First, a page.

Author: Sarah Wynde
Series: Tassamara #3
Publishing Date: December 14, 2013
Publisher: Rozelle Press
Genre: Fantasy, Romance, Paranormal
She thought she could see everything. Time is proving her wrong.Ten years ago, Natalya’s ability to remember the future cost her the life she wanted when her vision of her fiancé’s death tore them apart. Ever since, she's considered her precognition more of a curse than a gift. How can she live in the present when the future looms so large?
But when the night she's long dreaded finally arrives, Natalya's vision and reality diverge. She and her ex, Colin, are drawn into a web of the unexplained, led by a mysterious little girl. Who is Kenzi? And where did she come from? The little girl might be the reason Fate has spared Colin’s life, but could she also bring Natalya and Colin together again?
With Colin, Kenzi, her family, the townspeople of Tassamara, and a set of circumstances that nobody could foresee, Natalya must solve the puzzle of a lifetime. Her discovery that her gift is not the only one at work will change the lives of everyone around her as time becomes precious in a most unexpected way… and the clock is ticking.
The introduction was really compelling. It's emotionally gripping when the protagonist, Natalya, has to face what she's been dreading for the past decade: the death of her love. As a clairvoyant, she sees probable misfortune that will come to her and her loved ones. Tassamara has always been a special place. Many of its residents are gifted with psychic abilities. If not Tassamara's natives are born with special abilities, foreign psychics are drawn to it.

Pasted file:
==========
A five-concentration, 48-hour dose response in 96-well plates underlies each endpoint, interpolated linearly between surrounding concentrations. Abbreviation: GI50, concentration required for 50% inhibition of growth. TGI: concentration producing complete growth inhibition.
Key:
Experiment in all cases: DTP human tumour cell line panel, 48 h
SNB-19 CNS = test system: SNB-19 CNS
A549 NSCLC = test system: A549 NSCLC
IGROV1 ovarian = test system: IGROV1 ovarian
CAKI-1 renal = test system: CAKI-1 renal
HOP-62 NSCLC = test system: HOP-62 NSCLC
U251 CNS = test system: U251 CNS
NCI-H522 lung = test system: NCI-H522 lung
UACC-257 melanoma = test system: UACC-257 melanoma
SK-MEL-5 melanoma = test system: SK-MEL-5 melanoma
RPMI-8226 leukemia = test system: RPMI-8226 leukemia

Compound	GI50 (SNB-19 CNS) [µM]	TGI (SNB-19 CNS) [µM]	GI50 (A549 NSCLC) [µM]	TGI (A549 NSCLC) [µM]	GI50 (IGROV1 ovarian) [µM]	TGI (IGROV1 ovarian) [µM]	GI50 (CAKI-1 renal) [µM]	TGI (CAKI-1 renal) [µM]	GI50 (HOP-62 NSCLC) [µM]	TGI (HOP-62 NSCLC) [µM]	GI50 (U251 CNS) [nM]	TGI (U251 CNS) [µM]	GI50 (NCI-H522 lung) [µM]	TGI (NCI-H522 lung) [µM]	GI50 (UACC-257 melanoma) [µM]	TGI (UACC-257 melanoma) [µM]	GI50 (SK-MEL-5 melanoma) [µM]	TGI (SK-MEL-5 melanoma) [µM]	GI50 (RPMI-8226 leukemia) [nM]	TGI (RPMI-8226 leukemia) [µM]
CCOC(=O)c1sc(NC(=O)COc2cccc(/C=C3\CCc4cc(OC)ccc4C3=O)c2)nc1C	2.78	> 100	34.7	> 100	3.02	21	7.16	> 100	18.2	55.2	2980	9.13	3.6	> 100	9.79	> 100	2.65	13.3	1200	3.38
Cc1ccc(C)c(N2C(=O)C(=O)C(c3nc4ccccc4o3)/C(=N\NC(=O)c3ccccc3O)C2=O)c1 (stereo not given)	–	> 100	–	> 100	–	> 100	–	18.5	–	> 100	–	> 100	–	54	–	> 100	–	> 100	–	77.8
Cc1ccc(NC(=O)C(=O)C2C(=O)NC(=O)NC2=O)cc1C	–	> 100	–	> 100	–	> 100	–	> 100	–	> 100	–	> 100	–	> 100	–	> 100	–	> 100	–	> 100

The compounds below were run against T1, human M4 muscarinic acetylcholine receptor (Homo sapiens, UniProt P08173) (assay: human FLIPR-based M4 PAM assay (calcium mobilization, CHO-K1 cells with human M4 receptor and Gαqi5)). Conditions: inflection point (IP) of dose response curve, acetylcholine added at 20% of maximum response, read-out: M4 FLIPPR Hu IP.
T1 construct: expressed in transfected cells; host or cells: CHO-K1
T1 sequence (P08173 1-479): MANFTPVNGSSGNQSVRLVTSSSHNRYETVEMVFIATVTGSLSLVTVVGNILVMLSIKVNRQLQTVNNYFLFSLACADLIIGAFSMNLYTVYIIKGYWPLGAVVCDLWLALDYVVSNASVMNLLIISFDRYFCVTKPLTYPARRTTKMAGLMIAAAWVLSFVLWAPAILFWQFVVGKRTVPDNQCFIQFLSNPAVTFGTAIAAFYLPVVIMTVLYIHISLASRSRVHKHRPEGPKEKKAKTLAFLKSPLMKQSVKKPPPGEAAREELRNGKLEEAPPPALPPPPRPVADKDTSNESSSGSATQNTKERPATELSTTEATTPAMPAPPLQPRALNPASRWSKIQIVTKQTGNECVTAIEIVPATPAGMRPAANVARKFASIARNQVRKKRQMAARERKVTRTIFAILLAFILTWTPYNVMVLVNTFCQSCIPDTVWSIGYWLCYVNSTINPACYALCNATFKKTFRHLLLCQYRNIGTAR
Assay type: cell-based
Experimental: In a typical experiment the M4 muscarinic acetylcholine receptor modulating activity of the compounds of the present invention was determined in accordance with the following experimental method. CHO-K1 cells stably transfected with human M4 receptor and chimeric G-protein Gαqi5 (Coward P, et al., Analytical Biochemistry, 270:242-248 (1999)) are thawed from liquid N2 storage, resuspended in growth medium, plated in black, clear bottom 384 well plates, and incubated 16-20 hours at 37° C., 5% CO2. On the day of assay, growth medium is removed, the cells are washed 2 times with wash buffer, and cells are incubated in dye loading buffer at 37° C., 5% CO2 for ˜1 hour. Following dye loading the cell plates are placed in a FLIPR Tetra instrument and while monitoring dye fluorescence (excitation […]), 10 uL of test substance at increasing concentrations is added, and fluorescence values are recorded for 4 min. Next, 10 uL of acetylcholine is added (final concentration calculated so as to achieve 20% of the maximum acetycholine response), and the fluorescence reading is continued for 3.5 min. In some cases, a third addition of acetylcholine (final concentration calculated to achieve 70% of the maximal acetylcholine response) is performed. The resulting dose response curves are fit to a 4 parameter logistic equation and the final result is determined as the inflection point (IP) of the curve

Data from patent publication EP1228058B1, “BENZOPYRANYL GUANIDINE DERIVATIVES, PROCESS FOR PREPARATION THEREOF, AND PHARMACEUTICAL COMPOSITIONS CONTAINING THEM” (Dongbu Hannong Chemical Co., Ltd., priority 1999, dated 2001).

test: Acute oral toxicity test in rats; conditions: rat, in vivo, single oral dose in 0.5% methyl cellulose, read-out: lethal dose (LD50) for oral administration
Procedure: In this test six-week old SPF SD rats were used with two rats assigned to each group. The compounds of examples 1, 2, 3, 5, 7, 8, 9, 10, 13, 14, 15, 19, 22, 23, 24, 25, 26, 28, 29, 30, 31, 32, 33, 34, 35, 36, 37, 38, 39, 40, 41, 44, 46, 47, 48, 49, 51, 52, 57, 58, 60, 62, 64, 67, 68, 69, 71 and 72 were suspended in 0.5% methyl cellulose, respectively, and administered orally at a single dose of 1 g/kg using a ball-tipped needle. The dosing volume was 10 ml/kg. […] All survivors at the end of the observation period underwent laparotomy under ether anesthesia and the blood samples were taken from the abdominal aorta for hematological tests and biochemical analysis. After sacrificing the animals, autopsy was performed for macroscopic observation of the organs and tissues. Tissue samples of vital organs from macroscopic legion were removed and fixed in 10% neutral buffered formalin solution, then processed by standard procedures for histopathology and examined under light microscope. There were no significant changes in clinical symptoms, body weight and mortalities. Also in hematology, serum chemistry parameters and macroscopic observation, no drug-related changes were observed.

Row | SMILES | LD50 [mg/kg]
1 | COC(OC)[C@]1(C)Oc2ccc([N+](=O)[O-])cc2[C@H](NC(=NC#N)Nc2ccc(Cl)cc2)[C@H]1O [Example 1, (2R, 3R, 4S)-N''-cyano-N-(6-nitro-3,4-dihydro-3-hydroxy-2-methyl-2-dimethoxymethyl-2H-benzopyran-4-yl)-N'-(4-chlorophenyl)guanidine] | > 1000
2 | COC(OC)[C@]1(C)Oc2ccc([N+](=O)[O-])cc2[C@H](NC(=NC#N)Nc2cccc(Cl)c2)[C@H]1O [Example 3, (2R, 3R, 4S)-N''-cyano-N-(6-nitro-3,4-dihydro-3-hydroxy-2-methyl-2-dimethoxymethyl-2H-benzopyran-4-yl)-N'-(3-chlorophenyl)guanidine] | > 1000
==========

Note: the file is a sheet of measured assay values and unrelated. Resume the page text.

Even if she hadn’t hurt the children herself, foster parents were mandatory reporters: her silence was a third-degree felony, punishable by up to five years in prison.
The author even talked about Schrödinger's cat and his wave function. Akira, the protagonist for A Gift of Ghosts, has a PhD in Physics and she has a relevant role in Natalya's story. Sarah Wynde clearly understands what Akira is talking about. She has a good background in the sciences. I've read Akira's story ages ago and I've forgotten the details but I know Zane could match up with Akira in terms of biology. It's because of that book that I was plunged to read A Gift of Time.
A Gift of Time is a mature book not because of explicit scenes (you'll find none) but because the characters involved are on their thirties. Everything here has a mature tone to it. In fact, there wasn't much of a love story here. It's clear that Collin (a sheriff) and Natalya (a doctor) are going to wind up together not because this book belongs to a HEA series but because the narration itself entails it.
The emphasis on the story is not about how Collin and Natalya would end up together but rather about how hand-in-hand they would, together, help save some kids from misfortune. We won't feel some tension between the two since what we're really concerned about is whether they'll make it in saving kids without either getting hurt in the process.
Sarah Wynde's characters feel like real people. They have gifts but they're not off-putting. Most of all, the central characters have good senses and that's what makes them likeable. There's not a single time that you'd be angry with any of of the characters no matter what decision they make for every unlikely circumstance they're in. They all make the right call and they have the power to do so and the author made it in a way that the characters' abilities aren't overpowering.
A thing that's adorable in this book is how the author was still able to put humor in unlikely places:
Natalya was definitely under duress. She’d have to be at gunpoint to eat at McDonald’s.
Natalya seems to be a strict vegetarian and that quote above is very funny. Seriously, there's no time for your to be choosy when you're held at gunpoint.
Even by reading only two books in the Tassamara series, I could say that the series is good. The characters are easy to love and the plot delivers. There's foreshadowing near the beginning that you'll think the details in the dialogue regarding Collin's recent police operation is nothing but a way of putting, "This is for real. We're doing police work". As it turned out, it's relevant to the story and all those thrown-in details here and there will eventually click in place together to build upon the climax. Sarah Wynde is a smashing storyteller.